There are many reasons why the people of Delta elected me, the least of which was my personal popularity. I was elected because the people of Delta supported the policies of my party. They accepted as reasonable and desirable, and indeed necessary, my party's suggestion for parliamentary reform including an elected, equal and effective Senate. I am sure the people voted for us because of our desire to change the extravagant pension plan for MPs.

They supported my party's deficit reduction package and our calls for the reform of the criminal justice system. Many people in Delta voted for us because of our support for the continuation of two viable airlines in this country. Many voters supported us because of their concern over the future of west coast fisheries.

Pacific fisheries products account for 25 per cent of the total value of Canadian fish products. Fishing is, depending on the yardstick, the third or fourth largest industry in British Columbia. Although more than half of British Columbia's fish processing jobs are concentrated in the Vancouver area as a proportion of the local economic activity the industry is relatively more important in Prince Rupert, Port Hardy, Ucluelet, Tofino and other coastal communities.

To date we are encouraged by the actions of the Minister of Fisheries and Oceans and support his decision to break off negotiations over the Pacific Salmon Treaty. We have sent a firm signal to the Americans that we will not continue to pay the tab to conserve, enhance and manage Canadian fish stocks for the benefit of American fishermen.

Recently, the Minister of Fisheries and Oceans announced his intention to introduce legislation to extend Canada's coastal jurisdiction on the nose and tail of the Grand Banks. In our view, article 116 of the 1982 convention on the law of the sea gives the minister, gives us, the right to enforce our fisheries regulations to the edge of the continental shelf.

We were very pleased to see the minister make clear to members of the European Community that Canada will no longer stand idly by while foreign draggers continue to pillage our fish stocks.

The minister is taking a tough approach on this crisis and if and when he decides to take tough action we will be there with him.

Those who would test our resolve should be duly warned.

We on this side of the House support a Canada in which everyone is treated equally in the Constitution and the law regardless of race, language, creed or culture.

The aboriginal fishing strategy imposed on the fisheries on both coasts by the past government is an example of the exact opposite. The creation of a separate commercial aboriginal fishery was not demanded in the Sparrow decision of the Supreme Court as some would have us believe.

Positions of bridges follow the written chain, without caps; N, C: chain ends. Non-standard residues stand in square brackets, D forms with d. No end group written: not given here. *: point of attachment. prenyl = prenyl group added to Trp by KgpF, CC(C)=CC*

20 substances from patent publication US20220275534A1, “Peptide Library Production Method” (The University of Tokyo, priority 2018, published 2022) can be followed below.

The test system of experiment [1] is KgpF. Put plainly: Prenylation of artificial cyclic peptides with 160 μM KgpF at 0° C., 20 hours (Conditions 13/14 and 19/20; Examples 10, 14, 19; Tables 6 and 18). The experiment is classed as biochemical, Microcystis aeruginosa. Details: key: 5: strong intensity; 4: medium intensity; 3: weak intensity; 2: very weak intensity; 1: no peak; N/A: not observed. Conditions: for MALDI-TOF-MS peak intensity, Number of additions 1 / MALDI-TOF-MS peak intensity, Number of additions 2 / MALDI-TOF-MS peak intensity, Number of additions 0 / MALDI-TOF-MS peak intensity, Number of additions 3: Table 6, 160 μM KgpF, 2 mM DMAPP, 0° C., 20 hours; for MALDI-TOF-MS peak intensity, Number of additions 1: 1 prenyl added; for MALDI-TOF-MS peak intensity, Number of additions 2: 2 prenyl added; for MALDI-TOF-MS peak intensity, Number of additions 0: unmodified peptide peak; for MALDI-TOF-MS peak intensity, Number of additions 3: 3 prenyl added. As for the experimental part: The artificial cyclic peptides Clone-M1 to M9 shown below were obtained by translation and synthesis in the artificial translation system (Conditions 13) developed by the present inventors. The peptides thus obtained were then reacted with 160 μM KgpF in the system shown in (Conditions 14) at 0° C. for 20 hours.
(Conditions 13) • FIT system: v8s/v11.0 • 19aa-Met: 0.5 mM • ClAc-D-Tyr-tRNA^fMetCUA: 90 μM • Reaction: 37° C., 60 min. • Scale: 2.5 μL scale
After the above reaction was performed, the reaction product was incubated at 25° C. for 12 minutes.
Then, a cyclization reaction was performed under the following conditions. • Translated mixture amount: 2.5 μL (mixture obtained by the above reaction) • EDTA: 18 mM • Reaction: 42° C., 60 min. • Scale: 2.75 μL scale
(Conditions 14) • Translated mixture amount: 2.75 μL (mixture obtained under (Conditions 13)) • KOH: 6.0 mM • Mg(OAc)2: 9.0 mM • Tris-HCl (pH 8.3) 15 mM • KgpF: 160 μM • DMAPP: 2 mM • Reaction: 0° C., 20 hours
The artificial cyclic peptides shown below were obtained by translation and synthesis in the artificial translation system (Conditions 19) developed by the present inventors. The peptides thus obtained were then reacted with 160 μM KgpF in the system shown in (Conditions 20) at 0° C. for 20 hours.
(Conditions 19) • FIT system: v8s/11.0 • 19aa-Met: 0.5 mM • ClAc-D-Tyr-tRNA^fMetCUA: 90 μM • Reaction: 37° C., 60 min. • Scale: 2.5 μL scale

Furthermore, last June the British Columbia Court of Appeal found that an aboriginal right to a commercial fishery did not exist. One would then have to ask why this unfair and discriminatory policy was foisted on the commercial fishing industry in 1992 only five months after the then fisheries minister, Mr. Crosbie, stated that he would never commercialize the native food fishery on the Fraser River.

Was it because of the constitutional negotiations that were going on at that time? Was the fishery simply a carrot to encourage native leaders to drop their demands to be considered a distinct society? Was the AFS put in place simply to encourage native support for what was to become the Charlottetown accord? One can only wonder.

This separate native commercial fishery was set up despite the fact that aboriginal people make up only 3 per cent to 4 per cent of British Columbia's population. Yet, they hold 20 per cent to 25 per cent of all commercial fishing licences in British Columbia and their share of the commercial catch is estimated to be 25 per cent to 30 per cent.

Continuation of this ill considered policy will only serve to drive Canadians apart. It will not and cannot achieve any of its stated goals.

In 1969, the Trudeau government white paper echoed the principle in the famous Brown versus Kansas City Board of Education decision that ended official discrimination against blacks in the United States school system.

It said: "you cannot have separate but equal. To be separate is to be inherently unequal".

I urge the Prime Minister to use the insight and wisdom he displayed then, as minister of Indian affairs and the minister responsible for this white paper, to put an end to the aboriginal fishing strategy.

On another point, we fully support all efforts by the government to put the thousands of east coast fishermen back to work. We know the seriousness of the problem and would urge the government to listen to those people who are affected, those people who fish and understand the problem. These people have valuable knowledge and experience that would benefit the minister in any future decisions he may make.

Finally, we understand that being minister of fisheries today is not an easy job. Indeed, some people would suggest that it is punishment for something one has done wrong. However, having spent some time with the new minister, I am sure he has done nothing wrong and appears to have the best interests of fishermen and Canadians in his heart.

We will not always agree with the government or the minister of fisheries, and at those times we will let them know loud and clear. In those instances where we do agree, no matter how controversial the stand, we will be there firmly beside him.

Speech From The ThroneGovernment Orders

12:50 p.m.

Liberal

Fernand Robichaud Liberal Beauséjour, NB

Mr. Speaker, following consultations with the opposition parties, I think that there would be agreement to revert to Statements by Ministers, so that the Minister of Transport could make a short important statement.

Speech From The ThroneGovernment Orders

12:50 p.m.

The Acting Speaker (Mr. Kilger)

Would there be unanimous agreement to revert to Statements by Ministers?